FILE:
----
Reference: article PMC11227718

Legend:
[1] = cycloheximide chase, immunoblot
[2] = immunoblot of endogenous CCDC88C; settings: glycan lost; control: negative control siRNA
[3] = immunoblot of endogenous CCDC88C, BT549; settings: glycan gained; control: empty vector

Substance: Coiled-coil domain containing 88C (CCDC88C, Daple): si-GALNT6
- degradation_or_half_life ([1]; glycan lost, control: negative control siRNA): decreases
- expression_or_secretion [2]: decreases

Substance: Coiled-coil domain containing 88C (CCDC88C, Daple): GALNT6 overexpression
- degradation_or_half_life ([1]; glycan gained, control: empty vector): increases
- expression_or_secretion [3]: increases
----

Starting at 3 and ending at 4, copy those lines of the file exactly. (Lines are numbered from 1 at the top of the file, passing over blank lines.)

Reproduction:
[1] = cycloheximide chase, immunoblot
[2] = immunoblot of endogenous CCDC88C; settings: glycan lost; control: negative control siRNA